Someone once said that doing what nobody wants to do will make you more successful than everybody else. I would say on the top of that list of things “nobody wants to do” is sales, telemarketing, networking, and similar income-producing / business activities.
The idea of getting in-front of somebody you don’t know and asking them to buy something from you is more fearful to people than dying to some. In fact, 85% of people are more afraid of pitching a sale than falling off a ladder, heights, public speaking, and a myriad of other activities. It is almost as un-nerving as asking a pretty girl you do not know on a date. (By the way, the men who know how to get girls often have some insight on making sales too).
So what most people do when they start a business is they try their hand at online marketing, social media marketing, or buying advertising, if they even go forth at all. There are another handful of people who would rather just go to college or get a job for the rest of their life, abandoning the wholly American obligation of starting a business altogether.
People always ask me, “Does it really come down to picking up the phone?” Yes, is my answer. It comes down to having a worth-while product or service, doing your prospecting, and then working up the courage to start making calls. I’ll get more into details about these 3 things later in this article. By the way, if you are really serious about getting your hands dirty and learning how to master sales, I recommend visiting Claude Whitacre’s blog and buying some of his books. I have bought almost all of his books, along with some from Grant Cardone regarding sales. You can learn a lot from them. The best experience is still the hard-knocks of doing it, though. However, these books will give you valuable insight on what to try and “put into your own words,” so to speak, when you go out and apply these things.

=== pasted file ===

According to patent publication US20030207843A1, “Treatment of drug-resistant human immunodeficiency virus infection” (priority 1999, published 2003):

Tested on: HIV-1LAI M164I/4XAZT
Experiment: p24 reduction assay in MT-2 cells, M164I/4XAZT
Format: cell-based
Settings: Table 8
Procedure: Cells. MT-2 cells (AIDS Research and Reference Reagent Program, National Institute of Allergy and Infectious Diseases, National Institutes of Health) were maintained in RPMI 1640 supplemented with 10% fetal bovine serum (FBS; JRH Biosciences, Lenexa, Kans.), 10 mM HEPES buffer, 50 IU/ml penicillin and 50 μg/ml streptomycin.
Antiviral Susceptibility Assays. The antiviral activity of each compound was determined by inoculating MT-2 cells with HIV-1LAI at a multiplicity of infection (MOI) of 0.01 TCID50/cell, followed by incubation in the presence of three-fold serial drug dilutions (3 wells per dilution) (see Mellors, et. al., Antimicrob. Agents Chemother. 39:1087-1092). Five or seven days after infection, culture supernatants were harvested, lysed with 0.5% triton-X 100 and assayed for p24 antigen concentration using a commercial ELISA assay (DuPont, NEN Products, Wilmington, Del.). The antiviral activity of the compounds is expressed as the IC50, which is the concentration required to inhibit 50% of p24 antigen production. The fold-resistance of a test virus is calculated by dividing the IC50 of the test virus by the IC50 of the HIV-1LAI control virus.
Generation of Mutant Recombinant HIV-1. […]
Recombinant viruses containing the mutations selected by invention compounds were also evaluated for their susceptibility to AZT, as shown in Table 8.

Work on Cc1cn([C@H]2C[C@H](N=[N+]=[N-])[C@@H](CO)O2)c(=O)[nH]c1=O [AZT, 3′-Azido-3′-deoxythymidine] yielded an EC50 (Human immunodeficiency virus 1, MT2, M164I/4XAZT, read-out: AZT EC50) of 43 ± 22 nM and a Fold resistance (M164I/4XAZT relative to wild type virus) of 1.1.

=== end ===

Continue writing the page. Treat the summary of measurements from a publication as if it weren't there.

I Write This Because I Love You
I want all of us in America to be happy and prosperous. If you are a master at sales you will never be without no-matter the economy around you. Even if the dollar dies, currencies collapse, and the economy deflates. People make economies and your ability to sell an idea (yes, even a new currency) will get you out of any trouble and make the world around you better. Salesmanship is the most important skill in the entire world. It is the highest paying skill. And yet – nobody wants to do it. Talk about market gap, huh?
Sales is the only industry which pays you exactly what you are worth based on how hard you work. Every other industry pays you what they think you’ll take. It is the only job you can do for yourself that can truly provide a lifestyle of freedom, which, by the way, isn’t free.
The 5 Myths of Selling